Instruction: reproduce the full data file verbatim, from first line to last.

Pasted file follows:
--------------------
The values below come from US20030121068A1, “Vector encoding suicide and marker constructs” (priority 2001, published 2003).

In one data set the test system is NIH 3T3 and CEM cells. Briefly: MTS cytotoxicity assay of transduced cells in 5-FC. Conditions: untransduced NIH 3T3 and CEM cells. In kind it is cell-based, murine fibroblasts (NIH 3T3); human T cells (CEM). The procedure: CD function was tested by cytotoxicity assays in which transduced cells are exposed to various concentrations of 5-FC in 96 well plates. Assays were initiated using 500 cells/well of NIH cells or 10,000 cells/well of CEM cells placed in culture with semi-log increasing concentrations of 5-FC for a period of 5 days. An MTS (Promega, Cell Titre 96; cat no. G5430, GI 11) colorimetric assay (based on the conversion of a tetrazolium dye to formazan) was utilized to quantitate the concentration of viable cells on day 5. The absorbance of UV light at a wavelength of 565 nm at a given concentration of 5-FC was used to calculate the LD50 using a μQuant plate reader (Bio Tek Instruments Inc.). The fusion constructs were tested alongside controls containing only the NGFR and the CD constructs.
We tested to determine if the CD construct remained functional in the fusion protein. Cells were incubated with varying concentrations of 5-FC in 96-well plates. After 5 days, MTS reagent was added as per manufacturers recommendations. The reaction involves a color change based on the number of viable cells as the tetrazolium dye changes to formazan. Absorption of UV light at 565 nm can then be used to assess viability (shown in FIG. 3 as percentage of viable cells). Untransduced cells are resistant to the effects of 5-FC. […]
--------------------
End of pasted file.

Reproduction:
The values below come from US20030121068A1, “Vector encoding suicide and marker constructs” (priority 2001, published 2003).

In one data set the test system is NIH 3T3 and CEM cells. Briefly: MTS cytotoxicity assay of transduced cells in 5-FC. Conditions: untransduced NIH 3T3 and CEM cells. In kind it is cell-based, murine fibroblasts (NIH 3T3); human T cells (CEM). The procedure: CD function was tested by cytotoxicity assays in which transduced cells are exposed to various concentrations of 5-FC in 96 well plates. Assays were initiated using 500 cells/well of NIH cells or 10,000 cells/well of CEM cells placed in culture with semi-log increasing concentrations of 5-FC for a period of 5 days. An MTS (Promega, Cell Titre 96; cat no. G5430, GI 11) colorimetric assay (based on the conversion of a tetrazolium dye to formazan) was utilized to quantitate the concentration of viable cells on day 5. The absorbance of UV light at a wavelength of 565 nm at a given concentration of 5-FC was used to calculate the LD50 using a μQuant plate reader (Bio Tek Instruments Inc.). The fusion constructs were tested alongside controls containing only the NGFR and the CD constructs.
We tested to determine if the CD construct remained functional in the fusion protein. Cells were incubated with varying concentrations of 5-FC in 96-well plates. After 5 days, MTS reagent was added as per manufacturers recommendations. The reaction involves a color change based on the number of viable cells as the tetrazolium dye changes to formazan. Absorption of UV light at 565 nm can then be used to assess viability (shown in FIG. 3 as percentage of viable cells). Untransduced cells are resistant to the effects of 5-FC. […]